- Associated Press - Thursday, September 24, 2015

MILFORD, Pa. (AP) - Blame the drones.

At least that’s how it appears as a model airplane club that has been flying for more than 20 years is being asked to vacate Hialeah Trailhead off River Road in the Delaware Water Gap National Recreation Area.

The RAMAC - Roxbury Area Model Airplane Club, which is 60 members strong - has long used the site, and the DWGNRA even promotes the club on its website, inviting visitors to watch the air show.

But a new National Park Service moratorium on unmanned aircraft - announced last summer, sparked by a series of noise and nuisance complaints at other parks - requires superintendents of national parks to consider evicting any flying clubs using park land. Many of those complaints, however, involved disrupting herding animals and roaming wildlife.

Flying Hawks operates another model airplane field in the park, near Route 209 just south of Milford.

Both groups’ permits expired at the end of last year, according to Park Service spokeswoman Kathleen Sandt of DWGNRA. But Howard “Skip” Berka of Blairstown, New Jersey, speaking at a public input hearing attended by about 30 people at Bushkill Inn on Sept. 12, says RAMAC still has a permit.

“We’re trying to save the field,” said Berka. “They say the noise from the fuel (engine) airplanes does not fit the demographic of the park.”

Berka said there is concern by park officials about the noise carrying over to nearby Turtle Beach and the McDade Trail, which is a quarter of a mile away. Sandt said the concern is even farther than that, to Smithfield Beach and the Delaware River, according to prior reports.

Berka, who has flown for RAMAC, said he and a few others from his group are looking to keep RAMAC at its site and even suggested switching the model airplane engines from fuel to much quieter electric engines. He said Donohue heard their suggestion and it will be examined.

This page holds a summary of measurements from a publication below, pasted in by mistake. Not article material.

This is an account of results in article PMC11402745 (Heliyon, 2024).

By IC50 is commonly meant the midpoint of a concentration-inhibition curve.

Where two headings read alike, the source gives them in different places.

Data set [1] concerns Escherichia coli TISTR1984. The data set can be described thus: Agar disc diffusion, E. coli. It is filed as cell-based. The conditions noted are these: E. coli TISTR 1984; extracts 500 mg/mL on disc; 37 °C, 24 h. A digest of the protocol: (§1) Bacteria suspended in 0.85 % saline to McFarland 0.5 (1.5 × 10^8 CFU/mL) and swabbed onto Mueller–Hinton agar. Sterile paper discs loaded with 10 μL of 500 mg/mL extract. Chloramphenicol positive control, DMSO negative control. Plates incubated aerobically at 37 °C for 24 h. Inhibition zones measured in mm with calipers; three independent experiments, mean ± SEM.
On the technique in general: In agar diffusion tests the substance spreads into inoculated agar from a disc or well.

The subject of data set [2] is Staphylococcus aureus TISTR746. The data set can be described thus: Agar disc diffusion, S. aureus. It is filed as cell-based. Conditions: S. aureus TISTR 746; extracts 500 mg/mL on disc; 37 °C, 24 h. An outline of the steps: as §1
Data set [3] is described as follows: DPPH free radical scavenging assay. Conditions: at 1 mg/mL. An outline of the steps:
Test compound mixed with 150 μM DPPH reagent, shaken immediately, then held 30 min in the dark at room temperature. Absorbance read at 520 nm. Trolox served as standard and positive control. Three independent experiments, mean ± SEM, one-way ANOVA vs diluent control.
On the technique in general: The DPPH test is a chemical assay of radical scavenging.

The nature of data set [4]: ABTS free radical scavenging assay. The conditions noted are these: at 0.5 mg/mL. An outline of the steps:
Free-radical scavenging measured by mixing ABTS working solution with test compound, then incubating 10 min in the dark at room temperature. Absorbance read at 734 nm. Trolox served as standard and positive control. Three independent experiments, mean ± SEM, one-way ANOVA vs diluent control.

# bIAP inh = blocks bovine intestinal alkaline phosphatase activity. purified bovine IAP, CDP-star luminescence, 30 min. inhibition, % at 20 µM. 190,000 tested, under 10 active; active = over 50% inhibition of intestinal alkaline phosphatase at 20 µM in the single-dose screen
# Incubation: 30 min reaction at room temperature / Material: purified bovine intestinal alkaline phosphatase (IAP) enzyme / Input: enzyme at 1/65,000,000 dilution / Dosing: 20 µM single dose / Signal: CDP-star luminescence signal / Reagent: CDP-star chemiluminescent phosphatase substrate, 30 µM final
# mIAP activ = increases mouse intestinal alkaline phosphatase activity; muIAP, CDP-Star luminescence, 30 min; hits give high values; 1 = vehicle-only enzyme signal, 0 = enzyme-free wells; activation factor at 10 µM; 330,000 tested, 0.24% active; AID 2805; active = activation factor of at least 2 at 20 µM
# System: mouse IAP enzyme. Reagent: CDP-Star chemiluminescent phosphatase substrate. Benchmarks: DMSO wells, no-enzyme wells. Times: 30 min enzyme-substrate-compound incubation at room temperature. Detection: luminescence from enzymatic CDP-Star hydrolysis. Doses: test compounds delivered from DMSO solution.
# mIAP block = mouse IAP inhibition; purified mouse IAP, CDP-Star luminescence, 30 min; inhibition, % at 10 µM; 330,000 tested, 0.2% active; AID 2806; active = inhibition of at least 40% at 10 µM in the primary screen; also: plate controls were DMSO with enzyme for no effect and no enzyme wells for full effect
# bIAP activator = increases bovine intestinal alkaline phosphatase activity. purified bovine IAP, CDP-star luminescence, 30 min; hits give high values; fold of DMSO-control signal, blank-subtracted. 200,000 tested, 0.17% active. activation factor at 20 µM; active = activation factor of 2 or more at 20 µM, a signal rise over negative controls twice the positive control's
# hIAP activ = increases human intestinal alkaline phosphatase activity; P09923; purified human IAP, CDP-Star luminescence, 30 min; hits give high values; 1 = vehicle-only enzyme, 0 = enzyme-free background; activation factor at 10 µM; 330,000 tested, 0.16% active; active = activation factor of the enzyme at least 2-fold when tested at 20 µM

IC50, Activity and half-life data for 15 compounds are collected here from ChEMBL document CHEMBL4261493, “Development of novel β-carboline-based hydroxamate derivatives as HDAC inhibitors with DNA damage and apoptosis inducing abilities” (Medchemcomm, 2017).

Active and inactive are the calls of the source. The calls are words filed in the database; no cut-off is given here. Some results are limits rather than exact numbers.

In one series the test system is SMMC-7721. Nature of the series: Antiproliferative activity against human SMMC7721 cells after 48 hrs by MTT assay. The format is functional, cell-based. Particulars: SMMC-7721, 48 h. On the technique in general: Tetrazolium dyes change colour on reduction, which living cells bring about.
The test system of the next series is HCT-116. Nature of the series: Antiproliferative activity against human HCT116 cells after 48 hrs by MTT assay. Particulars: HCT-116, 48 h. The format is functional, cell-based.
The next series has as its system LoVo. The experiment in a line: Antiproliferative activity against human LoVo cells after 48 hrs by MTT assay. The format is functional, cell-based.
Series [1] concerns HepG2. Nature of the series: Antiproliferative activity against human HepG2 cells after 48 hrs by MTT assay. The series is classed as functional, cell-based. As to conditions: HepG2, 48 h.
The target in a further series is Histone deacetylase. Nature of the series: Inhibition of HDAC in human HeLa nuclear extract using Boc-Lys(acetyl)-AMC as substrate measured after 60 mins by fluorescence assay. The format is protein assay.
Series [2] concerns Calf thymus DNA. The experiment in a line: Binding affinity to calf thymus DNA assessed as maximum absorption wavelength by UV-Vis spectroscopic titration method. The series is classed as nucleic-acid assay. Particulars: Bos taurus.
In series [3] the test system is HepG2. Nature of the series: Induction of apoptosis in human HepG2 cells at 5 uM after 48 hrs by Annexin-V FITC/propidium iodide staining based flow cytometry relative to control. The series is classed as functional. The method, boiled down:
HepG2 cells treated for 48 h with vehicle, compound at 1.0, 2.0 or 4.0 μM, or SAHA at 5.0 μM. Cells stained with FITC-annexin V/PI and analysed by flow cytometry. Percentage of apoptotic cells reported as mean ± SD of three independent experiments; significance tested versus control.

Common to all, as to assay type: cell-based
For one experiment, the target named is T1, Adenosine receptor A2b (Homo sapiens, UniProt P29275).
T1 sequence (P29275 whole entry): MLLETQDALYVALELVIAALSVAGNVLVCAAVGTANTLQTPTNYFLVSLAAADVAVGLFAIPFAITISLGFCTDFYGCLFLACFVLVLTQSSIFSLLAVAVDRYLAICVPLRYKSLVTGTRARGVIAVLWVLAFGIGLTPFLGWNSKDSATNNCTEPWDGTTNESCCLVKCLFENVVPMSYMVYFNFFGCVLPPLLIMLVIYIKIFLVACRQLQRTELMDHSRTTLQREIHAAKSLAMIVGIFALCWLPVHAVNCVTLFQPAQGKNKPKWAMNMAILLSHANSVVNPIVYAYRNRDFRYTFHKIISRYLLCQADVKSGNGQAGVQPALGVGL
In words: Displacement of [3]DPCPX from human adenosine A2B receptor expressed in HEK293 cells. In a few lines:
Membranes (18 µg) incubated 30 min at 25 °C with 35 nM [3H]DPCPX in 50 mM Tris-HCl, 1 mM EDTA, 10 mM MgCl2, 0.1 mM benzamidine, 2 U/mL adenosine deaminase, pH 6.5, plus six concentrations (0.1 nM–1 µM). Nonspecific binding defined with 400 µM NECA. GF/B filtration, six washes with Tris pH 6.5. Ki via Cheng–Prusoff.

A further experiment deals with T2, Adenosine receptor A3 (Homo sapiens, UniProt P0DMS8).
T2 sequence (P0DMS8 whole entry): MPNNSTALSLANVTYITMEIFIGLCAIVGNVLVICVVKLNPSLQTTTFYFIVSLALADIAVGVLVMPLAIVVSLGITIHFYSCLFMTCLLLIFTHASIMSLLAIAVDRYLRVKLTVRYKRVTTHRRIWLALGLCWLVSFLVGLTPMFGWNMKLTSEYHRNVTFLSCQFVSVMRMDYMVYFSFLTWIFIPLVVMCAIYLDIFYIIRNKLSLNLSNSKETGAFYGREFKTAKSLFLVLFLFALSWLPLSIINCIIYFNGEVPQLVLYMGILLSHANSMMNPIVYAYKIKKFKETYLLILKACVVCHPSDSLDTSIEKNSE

But there is a second concern about planes disrupting the overall tranquil experience for hikers and perhaps posing a safety hazard, although RAMAC members, mostly from New Jersey, must join the Academy of Model Aeronautics, which provides $1 million in liability insurance for its members.

“We want to do something about it, but many club members do not want to speak up,” Berka said at the hearing. “But if they have to leave, I don’t know if there is any other place for them to go. I’ve seen this for 30 years here, and no one has ever complained about the planes. People come to watch us all the time.”

Berka said people vacationing at Shawnee Inn and Fernwood Resort in the summer bring their model airplanes to fly with the club.

“He (Donohue) has said, ‘We want you to move in two to three years, and there are sites just as good on the Jersey side, and we’ll help you move,” Berka said.

If it has to leave, Berka said the club “does not have the wherewithal” to go to another field, which would mean a costly lease and force an inevitable disbanding of the club.

Wing spans range from 18 inches to 10 feet for planes flown by the club that take off and land on a 100-foot-by-500-foot runway. They fly below 400 feet as mandated by the Federal Aviation Administration.

RAMAC operates under guidelines that include requiring the operator to see the aircraft at all times, which is different from the unmanned drone aircraft that use cameras beyond the line of sight of the operator, a growing hobby that is believed to have pushed the National Park Service to its directive.

Berka has said that members of the club have wanted to be good citizens and have participated in maneuvers at the airfield without incident. Members even mow the airfield with the club’s own mower, a requirement under the Park Service’s agreement.

But Sandt said the decision no longer rests in the DWGNRA and her only comment was that any request for an exemption permit allowing for continued flying would have to go to the main office in Washington, D.C.


Online: https://bit.ly/1jemZp3


Information from: Pocono Record, https://www.poconorecord.com/

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